Bonington Gallery, Nottingham
Reactor, by its own often unreliable account, is an art collective made up of Susie Henderson, Niki Russell and “an undisclosed number” of secret members, most of whom, if they exist at all, deny any involvement, even when regularly spotted taking part in Reactor performances. This framing of Reactor’s activities as those of a dubious quasi-cult has informed most of their projects to date; from the totalitarian-state-in-microcosm of Total GHAOS (2005) to the sinister, folkloric pub games and secretive back-room trials of The Green Man & Regular Fellows (2011).
Such projects depended on the immersion of audiences in parallel realities through acts designed to corral, control and disrupt physical space. So, in the pandemic aftermath, Here, The Gold Ones Meet is obliged to find a more distanced path to achieve its aims. The result is an elaborately mythologised fictional universe occupied by characters – Max Gold, Rat Scout, Ivan Poe, Quack – who exist, simultaneously, in a mundane reality built from cheap hoarded materials like polystyrene and expanding foam; in the digital realm of a functioning, downloadable videogame; and in the occult institution of The Cosmic Care Home, which might be situated outside normal reality, or may not exist anywhere but in those characters’ own heads.
Once inside the gallery, inside this elaborate conceptual frame, we explore a series of apparently chaotic makeshift rooms while an orchestrated cacophony of video and sound footage shifts in and out of focus. Voices argue, shout and explain themselves. We hear conspiratorially whispered truths about plates of quails’ eggs or watch QVC-style demonstrations of lethal-looking devices for peeling fruit. The stick-thin, masked figure of Max Gold appears to give a hyperbolic motivational speech on one screen while three unseen women laugh somewhere overhead, interfering with our ability to hear anything he says.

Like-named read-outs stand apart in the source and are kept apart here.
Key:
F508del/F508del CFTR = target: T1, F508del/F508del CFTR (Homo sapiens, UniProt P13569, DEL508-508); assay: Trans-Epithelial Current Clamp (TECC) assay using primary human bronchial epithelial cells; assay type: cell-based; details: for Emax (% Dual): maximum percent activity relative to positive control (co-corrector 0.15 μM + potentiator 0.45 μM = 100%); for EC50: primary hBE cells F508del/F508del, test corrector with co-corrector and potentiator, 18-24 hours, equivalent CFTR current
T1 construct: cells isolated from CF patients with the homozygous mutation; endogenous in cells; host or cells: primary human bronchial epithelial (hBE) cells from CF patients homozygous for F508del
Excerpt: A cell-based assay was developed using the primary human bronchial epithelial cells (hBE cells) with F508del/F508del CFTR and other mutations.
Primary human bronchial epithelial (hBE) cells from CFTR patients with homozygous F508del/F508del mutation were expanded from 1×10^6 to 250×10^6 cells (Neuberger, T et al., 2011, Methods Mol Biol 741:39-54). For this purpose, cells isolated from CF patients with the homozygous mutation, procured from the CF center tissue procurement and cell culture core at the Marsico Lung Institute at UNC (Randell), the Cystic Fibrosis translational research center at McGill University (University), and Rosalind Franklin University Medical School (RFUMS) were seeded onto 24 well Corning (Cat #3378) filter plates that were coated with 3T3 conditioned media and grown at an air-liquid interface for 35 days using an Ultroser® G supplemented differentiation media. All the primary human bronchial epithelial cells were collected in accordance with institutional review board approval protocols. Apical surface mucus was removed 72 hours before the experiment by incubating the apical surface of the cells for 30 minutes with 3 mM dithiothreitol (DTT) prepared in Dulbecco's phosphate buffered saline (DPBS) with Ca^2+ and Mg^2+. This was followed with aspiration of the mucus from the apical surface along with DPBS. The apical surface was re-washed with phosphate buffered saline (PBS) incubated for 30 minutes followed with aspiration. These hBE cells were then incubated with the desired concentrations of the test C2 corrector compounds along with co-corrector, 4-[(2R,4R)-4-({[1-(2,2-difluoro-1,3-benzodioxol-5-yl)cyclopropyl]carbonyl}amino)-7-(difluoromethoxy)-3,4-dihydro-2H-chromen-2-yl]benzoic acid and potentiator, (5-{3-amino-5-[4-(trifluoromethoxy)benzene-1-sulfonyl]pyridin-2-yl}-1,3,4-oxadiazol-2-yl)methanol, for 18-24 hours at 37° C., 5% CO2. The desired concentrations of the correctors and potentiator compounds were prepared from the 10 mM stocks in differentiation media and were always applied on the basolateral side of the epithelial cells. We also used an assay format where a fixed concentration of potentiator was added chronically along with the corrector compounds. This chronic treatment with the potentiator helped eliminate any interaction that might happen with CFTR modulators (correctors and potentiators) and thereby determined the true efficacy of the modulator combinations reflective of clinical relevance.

These constant overlaps and interruptions, blurring between video, recorded sound and physical space, encompass recurring images of Ivan Poe’s robot-like face, the corporate leprechaun on the Lucky Charms cereal box and the stuffed gloves attached to broom handles and sticks everywhere we look. All might be significant, or coincidences and chance configurations among random elements. It largely depends at what level we choose to enter the proposed fiction. I’ve yet to hold a controller for the video game that explores much of the lore underlying Here The Gold Ones Meet, but the realisation in the gallery that I am acting as my own avatar in a half-real space, built by others for their own opaque purposes, doesn’t need too much prompting from the real world to find a few points of relevance about where we find ourselves. Wayne Burrows
Reactor: Here, The Gold Ones Meet is at Bonington Gallery, Nottingham until 29 May. Open Mon – Fri 10am – 5pm; Sat, 11am – 3pm, free booking via Eventbrite